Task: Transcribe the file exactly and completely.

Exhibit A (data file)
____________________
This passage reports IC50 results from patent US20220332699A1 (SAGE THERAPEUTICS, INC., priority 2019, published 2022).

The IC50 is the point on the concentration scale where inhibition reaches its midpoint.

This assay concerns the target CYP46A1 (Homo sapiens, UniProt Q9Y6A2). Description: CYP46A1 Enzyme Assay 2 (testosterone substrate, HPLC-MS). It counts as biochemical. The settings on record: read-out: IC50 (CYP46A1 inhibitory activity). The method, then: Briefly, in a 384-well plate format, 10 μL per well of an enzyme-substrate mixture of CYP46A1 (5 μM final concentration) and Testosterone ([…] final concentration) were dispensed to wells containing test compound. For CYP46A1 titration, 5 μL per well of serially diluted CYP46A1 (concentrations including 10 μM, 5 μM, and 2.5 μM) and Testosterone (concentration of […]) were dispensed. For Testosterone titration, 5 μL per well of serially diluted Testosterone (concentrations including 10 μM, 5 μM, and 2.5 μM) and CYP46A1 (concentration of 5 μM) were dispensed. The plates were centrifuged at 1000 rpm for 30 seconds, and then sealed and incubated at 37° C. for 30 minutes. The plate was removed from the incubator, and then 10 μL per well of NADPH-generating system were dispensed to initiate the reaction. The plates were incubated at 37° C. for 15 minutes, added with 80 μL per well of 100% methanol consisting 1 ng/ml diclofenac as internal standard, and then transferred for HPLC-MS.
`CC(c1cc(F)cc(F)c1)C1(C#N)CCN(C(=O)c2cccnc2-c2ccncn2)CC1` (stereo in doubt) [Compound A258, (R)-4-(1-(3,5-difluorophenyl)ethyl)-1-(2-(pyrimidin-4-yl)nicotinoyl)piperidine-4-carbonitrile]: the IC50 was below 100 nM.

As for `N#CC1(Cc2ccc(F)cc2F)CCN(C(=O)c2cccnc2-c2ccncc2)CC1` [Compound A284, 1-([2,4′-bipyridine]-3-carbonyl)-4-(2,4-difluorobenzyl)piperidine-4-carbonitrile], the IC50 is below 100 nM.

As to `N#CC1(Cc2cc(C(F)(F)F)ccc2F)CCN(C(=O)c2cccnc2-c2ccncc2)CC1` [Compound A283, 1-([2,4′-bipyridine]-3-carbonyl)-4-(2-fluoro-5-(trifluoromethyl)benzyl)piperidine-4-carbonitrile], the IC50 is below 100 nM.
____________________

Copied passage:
This passage reports IC50 results from patent US20220332699A1 (SAGE THERAPEUTICS, INC., priority 2019, published 2022).

The IC50 is the point on the concentration scale where inhibition reaches its midpoint.

This assay concerns the target CYP46A1 (Homo sapiens, UniProt Q9Y6A2). Description: CYP46A1 Enzyme Assay 2 (testosterone substrate, HPLC-MS). It counts as biochemical. The settings on record: read-out: IC50 (CYP46A1 inhibitory activity). The method, then: Briefly, in a 384-well plate format, 10 μL per well of an enzyme-substrate mixture of CYP46A1 (5 μM final concentration) and Testosterone ([…] final concentration) were dispensed to wells containing test compound. For CYP46A1 titration, 5 μL per well of serially diluted CYP46A1 (concentrations including 10 μM, 5 μM, and 2.5 μM) and Testosterone (concentration of […]) were dispensed. For Testosterone titration, 5 μL per well of serially diluted Testosterone (concentrations including 10 μM, 5 μM, and 2.5 μM) and CYP46A1 (concentration of 5 μM) were dispensed. The plates were centrifuged at 1000 rpm for 30 seconds, and then sealed and incubated at 37° C. for 30 minutes. The plate was removed from the incubator, and then 10 μL per well of NADPH-generating system were dispensed to initiate the reaction. The plates were incubated at 37° C. for 15 minutes, added with 80 μL per well of 100% methanol consisting 1 ng/ml diclofenac as internal standard, and then transferred for HPLC-MS.
`CC(c1cc(F)cc(F)c1)C1(C#N)CCN(C(=O)c2cccnc2-c2ccncn2)CC1` (stereo in doubt) [Compound A258, (R)-4-(1-(3,5-difluorophenyl)ethyl)-1-(2-(pyrimidin-4-yl)nicotinoyl)piperidine-4-carbonitrile]: the IC50 was below 100 nM.

As for `N#CC1(Cc2ccc(F)cc2F)CCN(C(=O)c2cccnc2-c2ccncc2)CC1` [Compound A284, 1-([2,4′-bipyridine]-3-carbonyl)-4-(2,4-difluorobenzyl)piperidine-4-carbonitrile], the IC50 is below 100 nM.

As to `N#CC1(Cc2cc(C(F)(F)F)ccc2F)CCN(C(=O)c2cccnc2-c2ccncc2)CC1` [Compound A283, 1-([2,4′-bipyridine]-3-carbonyl)-4-(2-fluoro-5-(trifluoromethyl)benzyl)piperidine-4-carbonitrile], the IC50 is below 100 nM.